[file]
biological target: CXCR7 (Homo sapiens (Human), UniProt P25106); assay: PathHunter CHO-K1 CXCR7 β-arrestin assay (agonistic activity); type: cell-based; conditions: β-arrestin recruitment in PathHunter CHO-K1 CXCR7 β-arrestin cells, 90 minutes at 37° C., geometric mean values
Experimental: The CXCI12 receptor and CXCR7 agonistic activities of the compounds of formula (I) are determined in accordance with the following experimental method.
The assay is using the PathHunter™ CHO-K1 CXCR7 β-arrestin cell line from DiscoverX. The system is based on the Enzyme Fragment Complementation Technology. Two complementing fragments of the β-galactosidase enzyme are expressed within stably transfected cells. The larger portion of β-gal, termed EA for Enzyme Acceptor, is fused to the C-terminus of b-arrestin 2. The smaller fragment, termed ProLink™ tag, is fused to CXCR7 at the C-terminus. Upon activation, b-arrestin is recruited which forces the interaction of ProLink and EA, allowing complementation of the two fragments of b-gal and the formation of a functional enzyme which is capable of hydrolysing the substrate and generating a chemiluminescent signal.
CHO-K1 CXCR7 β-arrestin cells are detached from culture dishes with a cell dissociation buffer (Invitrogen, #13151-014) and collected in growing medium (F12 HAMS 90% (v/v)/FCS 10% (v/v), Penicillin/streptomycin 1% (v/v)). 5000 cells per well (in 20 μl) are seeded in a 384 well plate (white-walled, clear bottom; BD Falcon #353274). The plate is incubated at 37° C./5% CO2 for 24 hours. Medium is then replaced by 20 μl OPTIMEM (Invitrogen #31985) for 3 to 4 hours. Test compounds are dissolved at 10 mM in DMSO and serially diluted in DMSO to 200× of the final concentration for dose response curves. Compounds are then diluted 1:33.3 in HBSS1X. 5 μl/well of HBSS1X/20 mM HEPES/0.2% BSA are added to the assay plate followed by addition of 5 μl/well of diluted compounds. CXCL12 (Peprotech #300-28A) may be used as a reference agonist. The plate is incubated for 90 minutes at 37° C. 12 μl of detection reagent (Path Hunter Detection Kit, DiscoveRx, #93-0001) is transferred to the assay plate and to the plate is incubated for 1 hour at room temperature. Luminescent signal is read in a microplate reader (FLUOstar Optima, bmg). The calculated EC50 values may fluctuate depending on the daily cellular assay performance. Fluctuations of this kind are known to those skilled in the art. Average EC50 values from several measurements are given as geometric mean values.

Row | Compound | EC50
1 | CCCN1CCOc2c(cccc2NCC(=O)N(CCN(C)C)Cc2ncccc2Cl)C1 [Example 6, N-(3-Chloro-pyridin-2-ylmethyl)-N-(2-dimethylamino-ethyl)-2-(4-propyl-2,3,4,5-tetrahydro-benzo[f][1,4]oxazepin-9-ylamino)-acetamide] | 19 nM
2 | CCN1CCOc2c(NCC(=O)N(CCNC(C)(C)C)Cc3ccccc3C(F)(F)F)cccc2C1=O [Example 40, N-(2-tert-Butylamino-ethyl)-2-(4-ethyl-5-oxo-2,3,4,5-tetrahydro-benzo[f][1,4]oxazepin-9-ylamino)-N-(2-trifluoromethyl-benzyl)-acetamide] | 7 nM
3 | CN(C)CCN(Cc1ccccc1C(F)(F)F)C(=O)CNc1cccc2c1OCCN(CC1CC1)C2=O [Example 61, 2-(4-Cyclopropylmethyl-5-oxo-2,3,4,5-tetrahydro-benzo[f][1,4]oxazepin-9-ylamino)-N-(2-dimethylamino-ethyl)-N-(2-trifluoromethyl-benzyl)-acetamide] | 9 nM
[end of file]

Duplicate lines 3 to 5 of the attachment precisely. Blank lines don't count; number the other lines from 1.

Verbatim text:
The assay is using the PathHunter™ CHO-K1 CXCR7 β-arrestin cell line from DiscoverX. The system is based on the Enzyme Fragment Complementation Technology. Two complementing fragments of the β-galactosidase enzyme are expressed within stably transfected cells. The larger portion of β-gal, termed EA for Enzyme Acceptor, is fused to the C-terminus of b-arrestin 2. The smaller fragment, termed ProLink™ tag, is fused to CXCR7 at the C-terminus. Upon activation, b-arrestin is recruited which forces the interaction of ProLink and EA, allowing complementation of the two fragments of b-gal and the formation of a functional enzyme which is capable of hydrolysing the substrate and generating a chemiluminescent signal.
CHO-K1 CXCR7 β-arrestin cells are detached from culture dishes with a cell dissociation buffer (Invitrogen, #13151-014) and collected in growing medium (F12 HAMS 90% (v/v)/FCS 10% (v/v), Penicillin/streptomycin 1% (v/v)). 5000 cells per well (in 20 μl) are seeded in a 384 well plate (white-walled, clear bottom; BD Falcon #353274). The plate is incubated at 37° C./5% CO2 for 24 hours. Medium is then replaced by 20 μl OPTIMEM (Invitrogen #31985) for 3 to 4 hours. Test compounds are dissolved at 10 mM in DMSO and serially diluted in DMSO to 200× of the final concentration for dose response curves. Compounds are then diluted 1:33.3 in HBSS1X. 5 μl/well of HBSS1X/20 mM HEPES/0.2% BSA are added to the assay plate followed by addition of 5 μl/well of diluted compounds. CXCL12 (Peprotech #300-28A) may be used as a reference agonist. The plate is incubated for 90 minutes at 37° C. 12 μl of detection reagent (Path Hunter Detection Kit, DiscoveRx, #93-0001) is transferred to the assay plate and to the plate is incubated for 1 hour at room temperature. Luminescent signal is read in a microplate reader (FLUOstar Optima, bmg). The calculated EC50 values may fluctuate depending on the daily cellular assay performance. Fluctuations of this kind are known to those skilled in the art. Average EC50 values from several measurements are given as geometric mean values.

Row | Compound | EC50